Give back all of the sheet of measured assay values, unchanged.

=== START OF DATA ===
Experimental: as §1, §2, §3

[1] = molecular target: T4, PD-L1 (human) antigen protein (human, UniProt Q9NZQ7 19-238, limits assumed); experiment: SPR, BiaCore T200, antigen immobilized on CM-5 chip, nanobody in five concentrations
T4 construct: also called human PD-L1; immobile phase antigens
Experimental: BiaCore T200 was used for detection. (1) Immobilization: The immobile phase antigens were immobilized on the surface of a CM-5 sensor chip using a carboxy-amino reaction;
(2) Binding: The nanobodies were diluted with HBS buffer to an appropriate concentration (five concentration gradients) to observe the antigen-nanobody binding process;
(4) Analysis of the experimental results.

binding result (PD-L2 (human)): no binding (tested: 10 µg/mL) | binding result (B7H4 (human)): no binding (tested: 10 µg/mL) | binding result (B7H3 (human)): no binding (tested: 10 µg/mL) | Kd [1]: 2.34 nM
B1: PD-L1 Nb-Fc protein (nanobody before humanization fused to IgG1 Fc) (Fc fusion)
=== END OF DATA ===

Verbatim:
Experimental: as §1, §2, §3

[1] = molecular target: T4, PD-L1 (human) antigen protein (human, UniProt Q9NZQ7 19-238, limits assumed); experiment: SPR, BiaCore T200, antigen immobilized on CM-5 chip, nanobody in five concentrations
T4 construct: also called human PD-L1; immobile phase antigens
Experimental: BiaCore T200 was used for detection. (1) Immobilization: The immobile phase antigens were immobilized on the surface of a CM-5 sensor chip using a carboxy-amino reaction;
(2) Binding: The nanobodies were diluted with HBS buffer to an appropriate concentration (five concentration gradients) to observe the antigen-nanobody binding process;
(4) Analysis of the experimental results.

binding result (PD-L2 (human)): no binding (tested: 10 µg/mL) | binding result (B7H4 (human)): no binding (tested: 10 µg/mL) | binding result (B7H3 (human)): no binding (tested: 10 µg/mL) | Kd [1]: 2.34 nM
B1: PD-L1 Nb-Fc protein (nanobody before humanization fused to IgG1 Fc) (Fc fusion)